Paired with this “new” right is the outcome from COP26 of countries whereby states have pledged to reverse deforestation by 2030. Included in this agreement is Brazil, notoriously the most sever deforester (along with Indonesia) – it may be the case that strategic litigators bring similar actions against large states that fail to provide adequate protection to the environment or have inadequate laws to deal with deforestation, perhaps by adopting a similar methodology of the carbon budget approach, but in reverse – because forests are carbon sinks, and a loss of sinks impacts the total greenhouse gas emissions cap globally.

The precautionary principle (legislated in domestic environmental and planning law in Australia) enjoys a certain international environmental law status. This is partly because countries in the global south typically have more dynamic constitutions given many were redrafted at the turn of the last century. For example, in Colombia the RTHE is already constitutionally enshrined, and the Constitutional Court of Colombia has expressly held that the precautionary has constitutional status.[1] Resource companies who operate in Colombia as well as Australia should prepare for the mobilisation of legal actions in Colombia, due to the willingness of lawmakers in Colombia to utilise what is seen as an “Ecological Constitution”, to achieve environmental outcomes in favour of environmental and indigenous groups. Such actions would likely involve significant press in Australia as part of the global climate change movement, and may lead to investor pressures within Australia to take steps to distance from the investment in question.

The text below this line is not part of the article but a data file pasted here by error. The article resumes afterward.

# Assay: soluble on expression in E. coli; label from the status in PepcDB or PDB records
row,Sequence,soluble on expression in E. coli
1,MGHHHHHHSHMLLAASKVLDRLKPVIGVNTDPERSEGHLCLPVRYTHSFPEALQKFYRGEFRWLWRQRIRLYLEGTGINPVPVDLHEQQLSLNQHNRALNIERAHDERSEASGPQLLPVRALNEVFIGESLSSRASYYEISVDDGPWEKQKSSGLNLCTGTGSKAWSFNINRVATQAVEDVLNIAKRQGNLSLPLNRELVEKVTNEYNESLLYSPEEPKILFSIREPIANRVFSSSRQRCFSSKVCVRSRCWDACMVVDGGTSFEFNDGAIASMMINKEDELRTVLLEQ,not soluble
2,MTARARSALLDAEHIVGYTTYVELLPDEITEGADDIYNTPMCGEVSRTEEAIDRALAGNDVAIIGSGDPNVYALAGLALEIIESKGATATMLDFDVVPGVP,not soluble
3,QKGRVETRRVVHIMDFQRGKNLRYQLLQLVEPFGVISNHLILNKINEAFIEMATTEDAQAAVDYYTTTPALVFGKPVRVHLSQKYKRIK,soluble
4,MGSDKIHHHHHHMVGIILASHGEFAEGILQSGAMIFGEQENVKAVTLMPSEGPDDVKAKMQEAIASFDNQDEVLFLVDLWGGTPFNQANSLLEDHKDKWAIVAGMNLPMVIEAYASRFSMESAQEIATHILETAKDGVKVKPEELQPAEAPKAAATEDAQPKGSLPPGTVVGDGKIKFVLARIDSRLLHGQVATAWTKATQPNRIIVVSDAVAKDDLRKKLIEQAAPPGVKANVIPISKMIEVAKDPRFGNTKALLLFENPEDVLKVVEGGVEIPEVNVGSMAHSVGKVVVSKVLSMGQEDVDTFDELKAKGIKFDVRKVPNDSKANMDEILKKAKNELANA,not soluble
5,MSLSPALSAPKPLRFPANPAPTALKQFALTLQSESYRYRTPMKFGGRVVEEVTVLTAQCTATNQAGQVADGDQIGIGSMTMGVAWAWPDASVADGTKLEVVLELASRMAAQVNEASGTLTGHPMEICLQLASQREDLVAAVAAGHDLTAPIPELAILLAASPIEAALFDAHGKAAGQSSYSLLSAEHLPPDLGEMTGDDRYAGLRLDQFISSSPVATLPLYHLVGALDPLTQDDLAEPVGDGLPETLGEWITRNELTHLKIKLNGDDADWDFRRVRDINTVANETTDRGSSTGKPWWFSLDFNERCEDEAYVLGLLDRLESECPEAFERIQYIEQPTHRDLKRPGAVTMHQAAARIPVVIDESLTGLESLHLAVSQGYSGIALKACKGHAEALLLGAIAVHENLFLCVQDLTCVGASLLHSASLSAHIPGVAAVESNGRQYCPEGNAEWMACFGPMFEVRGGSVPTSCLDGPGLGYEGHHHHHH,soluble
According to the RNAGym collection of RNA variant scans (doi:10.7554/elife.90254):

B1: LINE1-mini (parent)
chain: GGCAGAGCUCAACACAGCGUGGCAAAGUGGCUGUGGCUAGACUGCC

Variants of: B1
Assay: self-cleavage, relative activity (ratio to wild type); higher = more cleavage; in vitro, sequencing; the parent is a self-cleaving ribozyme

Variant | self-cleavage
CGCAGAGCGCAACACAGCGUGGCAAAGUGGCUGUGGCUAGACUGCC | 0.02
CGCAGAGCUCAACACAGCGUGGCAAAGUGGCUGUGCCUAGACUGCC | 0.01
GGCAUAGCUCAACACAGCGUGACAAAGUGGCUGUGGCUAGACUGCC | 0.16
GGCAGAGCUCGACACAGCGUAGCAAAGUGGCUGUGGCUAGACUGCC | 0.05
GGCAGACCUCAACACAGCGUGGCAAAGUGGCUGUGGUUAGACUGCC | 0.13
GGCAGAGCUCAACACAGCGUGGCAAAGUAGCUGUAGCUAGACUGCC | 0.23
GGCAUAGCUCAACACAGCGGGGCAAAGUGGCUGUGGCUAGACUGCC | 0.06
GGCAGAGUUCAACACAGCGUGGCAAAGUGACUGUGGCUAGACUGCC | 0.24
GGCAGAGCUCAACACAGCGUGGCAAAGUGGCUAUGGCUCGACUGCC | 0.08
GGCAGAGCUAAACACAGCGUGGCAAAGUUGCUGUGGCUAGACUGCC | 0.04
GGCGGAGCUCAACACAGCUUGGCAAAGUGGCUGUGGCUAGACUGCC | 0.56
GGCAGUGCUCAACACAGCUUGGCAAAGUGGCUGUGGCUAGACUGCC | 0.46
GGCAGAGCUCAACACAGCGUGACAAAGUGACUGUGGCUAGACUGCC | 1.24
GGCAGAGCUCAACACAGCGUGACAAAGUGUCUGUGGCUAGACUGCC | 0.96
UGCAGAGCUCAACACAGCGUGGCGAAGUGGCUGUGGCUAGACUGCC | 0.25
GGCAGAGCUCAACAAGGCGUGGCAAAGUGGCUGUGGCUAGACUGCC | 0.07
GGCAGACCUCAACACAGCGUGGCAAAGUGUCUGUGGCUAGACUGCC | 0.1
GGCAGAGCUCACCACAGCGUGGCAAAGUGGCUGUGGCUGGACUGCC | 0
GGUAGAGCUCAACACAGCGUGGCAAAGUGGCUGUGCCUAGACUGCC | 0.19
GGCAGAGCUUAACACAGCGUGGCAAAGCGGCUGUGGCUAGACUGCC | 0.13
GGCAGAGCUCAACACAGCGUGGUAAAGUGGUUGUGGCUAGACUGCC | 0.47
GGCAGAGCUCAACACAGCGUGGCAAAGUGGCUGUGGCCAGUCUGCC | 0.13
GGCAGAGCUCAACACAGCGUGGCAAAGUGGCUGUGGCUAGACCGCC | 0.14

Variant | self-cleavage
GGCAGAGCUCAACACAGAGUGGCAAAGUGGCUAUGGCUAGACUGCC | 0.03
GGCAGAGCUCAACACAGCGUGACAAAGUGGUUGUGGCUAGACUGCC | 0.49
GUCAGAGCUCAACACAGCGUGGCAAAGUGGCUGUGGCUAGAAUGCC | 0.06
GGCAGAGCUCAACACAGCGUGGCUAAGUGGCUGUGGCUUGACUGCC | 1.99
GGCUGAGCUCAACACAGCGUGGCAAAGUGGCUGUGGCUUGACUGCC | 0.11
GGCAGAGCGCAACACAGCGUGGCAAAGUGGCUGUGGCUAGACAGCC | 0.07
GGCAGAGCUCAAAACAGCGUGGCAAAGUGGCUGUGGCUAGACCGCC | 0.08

Parallels between Dutch and Australian Case Law

It is clear that over the last five years, legal actions in the Netherlands have been transplanted into Australia, with high levels of success. Here are three examples of this, seen below:

The Right to Life: The applicants in the Shell case invoked the right to life, with the Hague District Court confirming that due to the precedent of the Urgenda decision in 2019, Article 2 offers protection against “the consequences of dangerous climate change due to CO2 emissions-induced global warming.” In Australia, a country without a national human-rights framework and with only limited state and territory legislation protecting human rights, considerations of the right to life (though not so expressed) came in Sharma via the tort of negligence and foreseeable harm and statutory construction of the EPBC Act. In coming to his decision, the judge directly contemplated the positive duty of a Minister to protect life in circumstances of alleged harm due to climate change. While not specifically expressed as a human right, in substance, the obligation can be said to be the same.